Sol and Judith Professor of Medicine, Director of Pulmonary and Critical Care Medicine, New York University School of MedicineView Slides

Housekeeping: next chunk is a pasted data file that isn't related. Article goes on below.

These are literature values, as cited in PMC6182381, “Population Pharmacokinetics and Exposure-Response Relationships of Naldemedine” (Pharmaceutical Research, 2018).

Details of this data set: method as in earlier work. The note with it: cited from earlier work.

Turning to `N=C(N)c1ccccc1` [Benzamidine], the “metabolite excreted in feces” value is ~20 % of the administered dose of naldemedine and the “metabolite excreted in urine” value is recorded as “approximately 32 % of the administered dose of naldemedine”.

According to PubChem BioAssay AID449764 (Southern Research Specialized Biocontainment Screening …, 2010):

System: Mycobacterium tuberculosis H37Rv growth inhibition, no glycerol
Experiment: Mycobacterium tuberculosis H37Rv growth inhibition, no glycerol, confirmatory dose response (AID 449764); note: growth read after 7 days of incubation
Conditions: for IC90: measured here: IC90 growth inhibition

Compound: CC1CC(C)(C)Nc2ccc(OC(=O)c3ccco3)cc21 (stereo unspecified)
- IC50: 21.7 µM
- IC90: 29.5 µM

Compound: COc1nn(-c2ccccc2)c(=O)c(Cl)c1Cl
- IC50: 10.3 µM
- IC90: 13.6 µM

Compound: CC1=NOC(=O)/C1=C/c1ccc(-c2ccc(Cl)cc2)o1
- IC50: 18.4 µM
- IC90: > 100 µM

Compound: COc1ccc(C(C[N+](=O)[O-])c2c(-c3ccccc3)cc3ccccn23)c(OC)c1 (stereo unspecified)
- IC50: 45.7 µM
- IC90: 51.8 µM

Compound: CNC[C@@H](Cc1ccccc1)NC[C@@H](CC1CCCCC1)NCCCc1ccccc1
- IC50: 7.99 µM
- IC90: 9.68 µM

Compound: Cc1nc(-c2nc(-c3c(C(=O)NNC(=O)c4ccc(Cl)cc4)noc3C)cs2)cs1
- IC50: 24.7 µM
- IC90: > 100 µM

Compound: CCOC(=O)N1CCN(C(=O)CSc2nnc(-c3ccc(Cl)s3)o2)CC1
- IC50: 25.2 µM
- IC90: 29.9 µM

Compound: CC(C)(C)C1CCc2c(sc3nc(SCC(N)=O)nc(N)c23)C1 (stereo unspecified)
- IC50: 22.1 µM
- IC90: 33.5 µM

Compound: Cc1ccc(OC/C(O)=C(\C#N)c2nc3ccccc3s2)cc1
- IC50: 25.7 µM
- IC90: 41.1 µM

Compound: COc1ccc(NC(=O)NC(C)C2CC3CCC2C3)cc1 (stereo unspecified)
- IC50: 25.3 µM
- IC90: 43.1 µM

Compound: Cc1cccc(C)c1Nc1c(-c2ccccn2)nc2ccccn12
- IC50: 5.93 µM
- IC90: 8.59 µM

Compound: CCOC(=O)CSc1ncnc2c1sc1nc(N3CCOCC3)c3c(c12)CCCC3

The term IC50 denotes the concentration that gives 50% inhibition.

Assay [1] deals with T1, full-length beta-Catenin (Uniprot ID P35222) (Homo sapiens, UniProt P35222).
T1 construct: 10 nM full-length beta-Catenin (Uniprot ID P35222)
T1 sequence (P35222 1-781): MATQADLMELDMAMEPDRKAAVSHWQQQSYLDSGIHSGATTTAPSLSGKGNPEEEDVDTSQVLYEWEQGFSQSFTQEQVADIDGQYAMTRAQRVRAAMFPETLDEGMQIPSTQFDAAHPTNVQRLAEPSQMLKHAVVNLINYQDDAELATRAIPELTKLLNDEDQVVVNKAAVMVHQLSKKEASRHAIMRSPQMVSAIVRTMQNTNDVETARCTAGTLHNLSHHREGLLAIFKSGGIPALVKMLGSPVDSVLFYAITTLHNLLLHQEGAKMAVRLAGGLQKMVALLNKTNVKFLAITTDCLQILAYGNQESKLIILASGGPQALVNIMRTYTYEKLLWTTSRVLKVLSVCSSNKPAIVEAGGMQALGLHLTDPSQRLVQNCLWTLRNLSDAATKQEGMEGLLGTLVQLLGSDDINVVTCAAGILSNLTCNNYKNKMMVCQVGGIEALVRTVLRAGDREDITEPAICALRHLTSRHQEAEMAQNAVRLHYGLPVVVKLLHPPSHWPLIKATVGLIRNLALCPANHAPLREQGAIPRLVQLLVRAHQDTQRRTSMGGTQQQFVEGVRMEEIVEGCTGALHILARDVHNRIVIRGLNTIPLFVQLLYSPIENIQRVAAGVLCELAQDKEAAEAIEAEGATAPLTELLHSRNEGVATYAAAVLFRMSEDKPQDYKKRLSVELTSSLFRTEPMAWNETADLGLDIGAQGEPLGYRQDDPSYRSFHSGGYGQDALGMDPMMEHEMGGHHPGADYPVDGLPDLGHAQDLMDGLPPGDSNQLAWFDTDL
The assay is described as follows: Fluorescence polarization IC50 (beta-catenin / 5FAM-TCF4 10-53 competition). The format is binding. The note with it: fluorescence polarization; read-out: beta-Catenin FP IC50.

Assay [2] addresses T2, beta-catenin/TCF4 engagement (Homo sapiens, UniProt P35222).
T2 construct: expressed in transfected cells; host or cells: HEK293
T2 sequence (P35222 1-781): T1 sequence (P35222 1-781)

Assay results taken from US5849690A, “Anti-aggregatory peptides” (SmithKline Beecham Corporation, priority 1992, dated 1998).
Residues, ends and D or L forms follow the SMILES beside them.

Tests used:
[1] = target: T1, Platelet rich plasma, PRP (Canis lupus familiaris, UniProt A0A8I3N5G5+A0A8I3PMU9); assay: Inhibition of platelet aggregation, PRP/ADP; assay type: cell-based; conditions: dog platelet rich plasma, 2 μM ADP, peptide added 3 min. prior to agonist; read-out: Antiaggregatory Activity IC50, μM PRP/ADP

Lung cancer is the leading cause of cancer deaths in the U.S. at 160,000/year because most cases are diagnosed in later stages and the disease is histologically heterogeneous. New clinically effective diagnostic methods are urgently needed to identify lung cancer in earlier stages when surgical resection has the potential for curative therapy. Of concern is that the U.S. cigarette smoking rate increased from 19.8% in 2007 to 20.6% in 2008. Environmental carcinogens also cause DNA-adducts at “hot spots” in TP53 and KRAS that correlate with mutations. Furthermore, mutated receptors lead to up regulation of signaling pathways P13K and p38 kinases. CT-scan screening can identify non-calcified nodules in over half of high-risk smokers. A panel of blood biomarkers may distinguish malignant from benign nodules including auto-antibodies, anti-glycan antibodies, serum proteins, PBMC multiple gene expression or methylation of promoters. Using a new proteomics technology based on SOMAmers, modified DNA aptamers with very long dissociation rates, we conducted a multi-center study on 281 NSCLC and 1035 controls matched for age, gender, and smoking. After evaluating 813 proteins/subjects, a 12-protein signature achieved 91% sensitivity and 84% specificity with an AUC of 0.91 in the training set, and 89% sensitivity and 83% specificity in the testing set. A blood protein biomarker panel has potential for identifying individuals with a history of cigarette smoking who are at increased risk for early stage lung cancer.
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